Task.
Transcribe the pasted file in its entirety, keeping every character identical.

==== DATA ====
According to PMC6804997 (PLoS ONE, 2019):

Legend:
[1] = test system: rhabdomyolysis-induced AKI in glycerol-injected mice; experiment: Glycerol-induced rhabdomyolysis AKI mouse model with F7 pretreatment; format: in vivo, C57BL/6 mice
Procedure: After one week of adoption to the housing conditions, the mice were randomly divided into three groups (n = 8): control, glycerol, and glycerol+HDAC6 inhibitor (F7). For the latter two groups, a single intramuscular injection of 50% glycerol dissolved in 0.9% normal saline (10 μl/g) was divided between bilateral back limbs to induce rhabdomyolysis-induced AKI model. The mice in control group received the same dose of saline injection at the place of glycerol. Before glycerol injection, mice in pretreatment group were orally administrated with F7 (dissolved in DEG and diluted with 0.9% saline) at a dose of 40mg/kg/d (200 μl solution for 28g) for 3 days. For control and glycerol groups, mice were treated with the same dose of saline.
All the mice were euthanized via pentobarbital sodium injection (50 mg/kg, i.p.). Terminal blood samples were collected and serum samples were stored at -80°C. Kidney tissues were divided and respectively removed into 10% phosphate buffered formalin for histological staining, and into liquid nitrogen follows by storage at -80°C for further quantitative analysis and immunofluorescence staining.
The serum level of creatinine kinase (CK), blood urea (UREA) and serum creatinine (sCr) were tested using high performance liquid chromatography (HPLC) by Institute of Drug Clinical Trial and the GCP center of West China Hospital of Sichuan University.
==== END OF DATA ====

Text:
According to PMC6804997 (PLoS ONE, 2019):

Legend:
[1] = test system: rhabdomyolysis-induced AKI in glycerol-injected mice; experiment: Glycerol-induced rhabdomyolysis AKI mouse model with F7 pretreatment; format: in vivo, C57BL/6 mice
Procedure: After one week of adoption to the housing conditions, the mice were randomly divided into three groups (n = 8): control, glycerol, and glycerol+HDAC6 inhibitor (F7). For the latter two groups, a single intramuscular injection of 50% glycerol dissolved in 0.9% normal saline (10 μl/g) was divided between bilateral back limbs to induce rhabdomyolysis-induced AKI model. The mice in control group received the same dose of saline injection at the place of glycerol. Before glycerol injection, mice in pretreatment group were orally administrated with F7 (dissolved in DEG and diluted with 0.9% saline) at a dose of 40mg/kg/d (200 μl solution for 28g) for 3 days. For control and glycerol groups, mice were treated with the same dose of saline.
All the mice were euthanized via pentobarbital sodium injection (50 mg/kg, i.p.). Terminal blood samples were collected and serum samples were stored at -80°C. Kidney tissues were divided and respectively removed into 10% phosphate buffered formalin for histological staining, and into liquid nitrogen follows by storage at -80°C for further quantitative analysis and immunofluorescence staining.
The serum level of creatinine kinase (CK), blood urea (UREA) and serum creatinine (sCr) were tested using high performance liquid chromatography (HPLC) by Institute of Drug Clinical Trial and the GCP center of West China Hospital of Sichuan University.